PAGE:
27 the hookup du jour in pesaro

The hookup du jour.

26 all set up in pesaro

The audience filters in as staging rehearsal takes place. We discovered that curtain times were very, very malleable.

28 wall washers in pesaro

We may not have had color on stage, but there were several kick-ass LED wall washers that were controlled through the board, so at least I got to change the color of the courtyard as the show progressed.

La Musica Lirica

Posted in Uncategorized on August 5th, 2013 by Eric Appleton

more figaro walls up

In the third week we begin teching the operas; this is a from a run of Figaro. These were less techs than run throughs with orchestra and very little time to change over between. There were also concerts scheduled in the space in the evenings. This was the first time performers ran through the shows with scenery, costumes, lights, or full orchestra, not to mention that with the compressed schedule scenery had yet to be completed (scenic design by Renee Suprenant).

the lucia set goes up

Here is the crew putting up the walls for Lucia’s tech rehearsal.

tech for suor angelica

A blurry photo of the final scene of Lucia, in tech.

tech for suor angelica 2

The final moments of Suor Angelica’s tech.

tech for La Cambiale

La Cambiale di Matrimonio’s tech.

cue sheets

Since we were working with twelve dimmers and did not know what types of boards were to be expected in other venues, the old fashioned two scene preset cue sheet was the best way to handle notation. Even this turned out to be rather hopeful, as once we went on tour, equipment and positions varied widely, and with darkness not coming until curtain, cueing tended to be improvised live each night.

first tour date. cloister in Rimini

Our first tour date was Suor and Cambiale in a cloister in Rimini. The technicians were extremely helpful, even cobbling together two extra sets of stairs to the platform for us. In the cinema next to the piazza which served as dressing rooms, there were glassed portions of the floor where you could look down to the medieval crypts and the old Roman road.

PCs in Rimini

A few of the PCs. These units were the type we found everywhere — no Fresnels, no ERSs. These units didn’t have working clamps and were gently wedged into the truss.

renee and electricians in Rimini

Renee watches set up as the local electricians nestle the PCs in the truss.

with our new friend Nicola in Rimini

Here we are waiting for the audience to arrive and speaking with our new friend Nicola, who then walked us down to the Tiberius bridge. The lightboard was the exact same model as what we had in Novefeltria, though we had fewer dimmers. . .

the bridge of tiberius in rimini

The Bridge of Tiberius, the 2000 year old bridge a short walk from the cloister. That’s the old section of Rimini, across the river.

string quartet rehearses in Rimini

The string quartet warms up.

performance of suor in Rimini

The performance of Suor Angelica. A much smaller stage than in Novafeltria, so it’s a little cramped. Since it was also the evening of Rimini’s pink festival, there were LED wash units lighting the apartment building behind the stage. The technicians were kind enough to let me pick the color for the performance.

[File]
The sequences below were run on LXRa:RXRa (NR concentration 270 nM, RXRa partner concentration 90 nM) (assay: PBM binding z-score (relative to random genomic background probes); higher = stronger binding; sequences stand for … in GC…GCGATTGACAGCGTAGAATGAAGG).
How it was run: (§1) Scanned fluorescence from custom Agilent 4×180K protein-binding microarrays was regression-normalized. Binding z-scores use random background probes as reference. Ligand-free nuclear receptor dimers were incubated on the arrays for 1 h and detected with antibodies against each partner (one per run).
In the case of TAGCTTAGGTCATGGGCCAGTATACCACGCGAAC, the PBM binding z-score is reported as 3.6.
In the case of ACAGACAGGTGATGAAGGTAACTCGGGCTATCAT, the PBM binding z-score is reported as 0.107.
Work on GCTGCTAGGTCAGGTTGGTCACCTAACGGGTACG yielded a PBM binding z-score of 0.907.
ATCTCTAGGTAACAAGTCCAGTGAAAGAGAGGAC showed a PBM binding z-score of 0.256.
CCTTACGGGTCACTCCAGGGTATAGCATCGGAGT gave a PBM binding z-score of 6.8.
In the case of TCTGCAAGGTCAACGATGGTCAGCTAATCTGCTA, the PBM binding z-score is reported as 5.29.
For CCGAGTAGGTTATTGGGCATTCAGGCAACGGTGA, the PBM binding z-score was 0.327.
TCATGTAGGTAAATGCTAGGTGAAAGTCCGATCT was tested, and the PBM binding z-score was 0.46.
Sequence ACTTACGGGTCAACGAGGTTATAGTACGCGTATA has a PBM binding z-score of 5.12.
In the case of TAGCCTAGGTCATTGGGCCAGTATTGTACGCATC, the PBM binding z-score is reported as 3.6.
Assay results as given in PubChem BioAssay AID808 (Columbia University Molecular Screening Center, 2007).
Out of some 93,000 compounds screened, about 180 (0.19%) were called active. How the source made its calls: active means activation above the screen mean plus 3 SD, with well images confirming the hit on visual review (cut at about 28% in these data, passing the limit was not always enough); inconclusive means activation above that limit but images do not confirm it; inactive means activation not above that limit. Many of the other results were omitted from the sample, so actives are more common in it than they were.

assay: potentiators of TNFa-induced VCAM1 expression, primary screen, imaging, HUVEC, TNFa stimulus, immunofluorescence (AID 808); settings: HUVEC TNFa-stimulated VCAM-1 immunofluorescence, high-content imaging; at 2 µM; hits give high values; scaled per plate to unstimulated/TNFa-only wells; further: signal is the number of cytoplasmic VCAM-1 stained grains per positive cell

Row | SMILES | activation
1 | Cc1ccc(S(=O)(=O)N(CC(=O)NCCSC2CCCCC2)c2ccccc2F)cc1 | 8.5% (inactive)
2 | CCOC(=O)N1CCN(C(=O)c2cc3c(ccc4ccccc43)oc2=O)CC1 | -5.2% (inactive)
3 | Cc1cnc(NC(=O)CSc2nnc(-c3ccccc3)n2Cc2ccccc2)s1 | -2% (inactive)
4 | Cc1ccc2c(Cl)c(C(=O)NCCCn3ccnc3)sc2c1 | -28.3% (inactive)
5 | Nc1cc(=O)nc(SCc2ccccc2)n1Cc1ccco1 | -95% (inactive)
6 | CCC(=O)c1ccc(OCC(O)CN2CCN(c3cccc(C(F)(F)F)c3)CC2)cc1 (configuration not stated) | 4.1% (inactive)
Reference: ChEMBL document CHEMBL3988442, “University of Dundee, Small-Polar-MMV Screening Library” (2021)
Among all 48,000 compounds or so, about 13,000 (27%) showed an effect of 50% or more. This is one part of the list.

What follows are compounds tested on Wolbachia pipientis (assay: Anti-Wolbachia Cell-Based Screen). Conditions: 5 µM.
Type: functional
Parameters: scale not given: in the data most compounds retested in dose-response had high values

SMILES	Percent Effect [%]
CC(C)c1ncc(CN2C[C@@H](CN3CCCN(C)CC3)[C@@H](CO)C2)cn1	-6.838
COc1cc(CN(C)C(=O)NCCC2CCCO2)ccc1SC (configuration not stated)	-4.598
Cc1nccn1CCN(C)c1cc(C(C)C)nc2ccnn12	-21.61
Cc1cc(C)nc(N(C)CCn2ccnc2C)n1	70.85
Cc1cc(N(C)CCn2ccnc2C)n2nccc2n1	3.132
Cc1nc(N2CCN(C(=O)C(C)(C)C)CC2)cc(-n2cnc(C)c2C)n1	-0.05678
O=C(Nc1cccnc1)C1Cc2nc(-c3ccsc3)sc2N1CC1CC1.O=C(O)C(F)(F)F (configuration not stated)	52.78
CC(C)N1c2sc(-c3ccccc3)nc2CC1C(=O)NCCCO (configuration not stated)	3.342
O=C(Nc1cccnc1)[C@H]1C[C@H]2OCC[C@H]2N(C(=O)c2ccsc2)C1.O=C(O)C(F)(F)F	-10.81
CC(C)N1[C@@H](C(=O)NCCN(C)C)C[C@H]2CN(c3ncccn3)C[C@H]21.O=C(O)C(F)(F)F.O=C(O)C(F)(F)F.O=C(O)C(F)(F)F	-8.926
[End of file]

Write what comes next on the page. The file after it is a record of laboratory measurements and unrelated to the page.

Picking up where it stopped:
performance of la cambiale in rimini

And finally, La Cambiale in performance.

La Musica Lirica

Posted in Uncategorized on August 2nd, 2013 by Eric Appleton

A little more catching up on the experience at La Musica Lirica, in Novafeltria, Italy.

the scene shop, as we found it

This is the scene shop, in the school, and even though construction is getting under way (scenic designer and technical director: Renee Suprenant), this is pretty much what it looked like when we arrived.

the costume shop

This is the costume shop, also in the school. That’s Renee in the foreground, and costume designer Stephanie Henderson back there behind the water bottle and laptop.

Day 11 covering flats in the foyer

Scenic interns in the foyer, covering flats with found material. Muslin was impossible to locate on such a short time frame and we were lucky to find a cache of interesting upholstery fabrics in a corner in the shop.

Day 16 making sandbags

Since the theatre did not have a fly system, there were no stageweights or sandbags to be had. Since the stage floors in all the indoor venues were raked, and the outdoor venues were, well, outdoors, we ended up buying sand and using some of the found fabric to make sandbags. Here’s the propsmaster and the scenic painting intern making the most beautiful sandbags ever.

Day 12 Checking out San Marino

One of our first tour dates was in Sant’ Agata Square in San Marino. Renee, Antonio, and I drove up to check out the plaza and find out what facilities were available for us. The screen is where the stage was to be constructed, and behind us, not in the photo, is the quite lovely theatre space where the dressing rooms were located.

Day 13 checking out Russi 2

We also drove to the town of Russi, to check out their space.

Day 13 checking out Russi 5

This is half of the front of house lighting available in Russi.

Day 13 checking out Russi 3

Note the steep rake. All the linesets were suspended by cotton line. No weights again.

Novafeltria Day 15 Rimini concert 2

Our first event was a concert of assorted show tunes and opera bits in the Castel Sismondo in Rimini. Renee, the set designer, was mistakenly noted as the director of The Marriage of Figaro — really Candace Evans.

Novafeltria Day 15 Rimini concert

The stage in the courtyard at the castle in Rimini. We would come back to this venue a number of times in the next few weeks.